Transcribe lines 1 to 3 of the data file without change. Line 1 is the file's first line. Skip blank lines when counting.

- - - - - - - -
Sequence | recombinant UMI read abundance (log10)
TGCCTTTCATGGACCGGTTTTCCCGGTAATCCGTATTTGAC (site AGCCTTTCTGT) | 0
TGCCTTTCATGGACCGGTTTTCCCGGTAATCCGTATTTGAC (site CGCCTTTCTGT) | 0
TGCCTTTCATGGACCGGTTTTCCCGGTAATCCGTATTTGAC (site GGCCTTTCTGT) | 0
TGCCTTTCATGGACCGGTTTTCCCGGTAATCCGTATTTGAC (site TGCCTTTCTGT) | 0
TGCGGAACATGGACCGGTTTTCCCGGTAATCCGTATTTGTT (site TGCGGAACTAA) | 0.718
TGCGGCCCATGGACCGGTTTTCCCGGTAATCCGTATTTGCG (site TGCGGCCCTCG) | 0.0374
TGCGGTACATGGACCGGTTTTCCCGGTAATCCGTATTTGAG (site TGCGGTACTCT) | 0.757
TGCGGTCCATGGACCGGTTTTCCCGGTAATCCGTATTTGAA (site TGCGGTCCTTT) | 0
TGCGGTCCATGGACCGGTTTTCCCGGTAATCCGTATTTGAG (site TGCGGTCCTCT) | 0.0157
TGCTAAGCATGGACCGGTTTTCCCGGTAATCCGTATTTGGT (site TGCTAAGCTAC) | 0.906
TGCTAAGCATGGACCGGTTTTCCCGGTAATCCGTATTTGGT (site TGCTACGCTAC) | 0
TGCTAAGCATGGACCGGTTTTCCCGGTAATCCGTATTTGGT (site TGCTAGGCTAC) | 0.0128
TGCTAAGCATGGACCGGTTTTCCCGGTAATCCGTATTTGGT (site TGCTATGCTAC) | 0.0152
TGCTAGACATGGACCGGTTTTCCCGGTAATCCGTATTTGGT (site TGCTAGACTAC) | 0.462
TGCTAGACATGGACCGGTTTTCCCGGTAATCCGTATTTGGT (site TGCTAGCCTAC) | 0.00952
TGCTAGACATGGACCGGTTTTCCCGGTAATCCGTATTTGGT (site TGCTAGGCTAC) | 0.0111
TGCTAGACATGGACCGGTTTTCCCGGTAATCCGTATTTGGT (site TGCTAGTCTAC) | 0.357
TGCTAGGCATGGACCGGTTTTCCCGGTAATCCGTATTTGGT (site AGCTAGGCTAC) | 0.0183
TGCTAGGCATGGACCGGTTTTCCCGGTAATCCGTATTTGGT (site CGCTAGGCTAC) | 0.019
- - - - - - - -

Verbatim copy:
Sequence | recombinant UMI read abundance (log10)
TGCCTTTCATGGACCGGTTTTCCCGGTAATCCGTATTTGAC (site AGCCTTTCTGT) | 0
TGCCTTTCATGGACCGGTTTTCCCGGTAATCCGTATTTGAC (site CGCCTTTCTGT) | 0